While I have, for the last decade, attempted to bring Product Mgmt thinking to running infrastructure teams, I have only recently moved full time into the Product Mgmt practice.

The idea of "root cause" being too difficult - or even impossible - to find resonates deeply with me. My infrastructure teams and dev teams will attempt to find root cause, but don't chase it. Instead a wise old engineer said to me, "Boyd, let's find contributing factors and pick the most important ones to address." Ultimately this lea, in my last job, to just over a year without a SEV1 incident.

We - grumpy old engineering and I - asked ourselves, "What could we do with process evolution? Wouldn't working contributing factors to process-breakdown just be what all the cool kids call 'continuous improvement?'"

So we hit upon just putting some overly simple process in place and providing the team with a weekly way to talk about managing that process. Over time we ended up with a Confluence space of wickedly effective processes owned by the engineers for the benefit of business outcomes. None of them were perfect because ... well ... humans. But all of them were _manageable_. My engineers regularly asked for new or longer meetings, killed meetings we didn't need and reporting a high sense of ownership in team outcomes.

Simple example - Grumpy Engineer says in 1:1, "Let's change standup. Let's not go from person to person in the usual way. Lets instead go ticket by ticket on the Kanban board from right to left." I replied, "Seems trivial why bother?" He replies, "Because we talk about the work not the person." He took this to the team meeting and the team said - after some discussion and FUD, "Let's do it for 2 weeks and see what happens."

Within a week WIP decreased, deployments increased and folks were openly talking about how they felt better informed and better able to help out on the things that mattered. We never went back, though we did change things about the board, prioritizing review and deployment of work over starting and doing work, etc.

I hope this is an example of the spirit of the post or that someone will set me straight. Thanks for the inspiration regardless.

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Mar 5, 2023·edited Mar 5, 2023

An issue I have with this discourse is that the people who have to solve the mess of complex problems usually don't get a say about their feelings and stake in it. They usually lack the power to negotiate much less to influence and control the way it relates to their professional identity. The corporate world is still very much an inequitable space where powerplay still ranks supreme, top-down. In so doing are we overthinking the complicated and complex?

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Guilty in Gap thinking, will try to improve. Thanks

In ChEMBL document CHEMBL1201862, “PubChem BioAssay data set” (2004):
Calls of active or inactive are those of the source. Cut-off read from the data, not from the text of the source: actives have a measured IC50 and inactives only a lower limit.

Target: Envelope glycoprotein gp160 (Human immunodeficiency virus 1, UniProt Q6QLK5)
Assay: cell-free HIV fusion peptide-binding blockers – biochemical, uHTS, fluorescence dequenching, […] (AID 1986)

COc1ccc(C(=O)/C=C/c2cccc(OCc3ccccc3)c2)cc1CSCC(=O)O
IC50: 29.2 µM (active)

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"Gap Thinking" isn't inherently bad - the answer to "where are we? where do we want to be? how do we get there?" is the basis of every strategy. The problem, as correctly identified, is when selecting the path of "how do we get there".

Complicated problems benefit from a methodical deconstruction and reduction approach. Complex problems benefit from exploratory and adaptive methods, the 'levers' referred to. This has been described by HBR as "Adaptive Versus Technical Change" in this classic article: https://hbr.org/2002/06/a-survival-guide-for-leaders

The problem is that traditional management and problem solving techniques often only focus on the technical side, for all the reasons mentioned (easy to explain, alluring to think about in that way). However, we can apply "gap thinking" to complex problems just as much. In fact, that's part of the modern product & solution discovery process.

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You’re getting shared in a complexity community, John!

In case you haven’t seen it, I did a write up of the Estuarine Framework, which is very much “get everyone’s pet ideas up on a wall while focusing on a slightly different level of granularity that precludes the Gap”


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(Which is also to say that I love this article - especially the breakdown of what a gap vs complexity approach looks like in a specific familiar situation. I’ve definitely made the “tell how” mistake before.)

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Love this. The intersection of people, managers, and business needs make for my favourite kinds of problems. Org Dev has so many opportunities to make bets & experiment using psychology and sociology as guides. I'm trying to get better with numbers so that I can bring more complexity theory into my work, at what scale can complex problems where individual agency become predictable (ie Brownian Motion)? And how do you design for that macro thinking, whilst creating personalised micro solutions for specific audiences? It makes my brain happy. Thanks for adding your thoughts to this :)

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I always love the way you keeps reminding us that people, humans, is always a part of the equation

That's what make it difficult but also exciting!

Our humanity is a beast to be tamed but also unleashed

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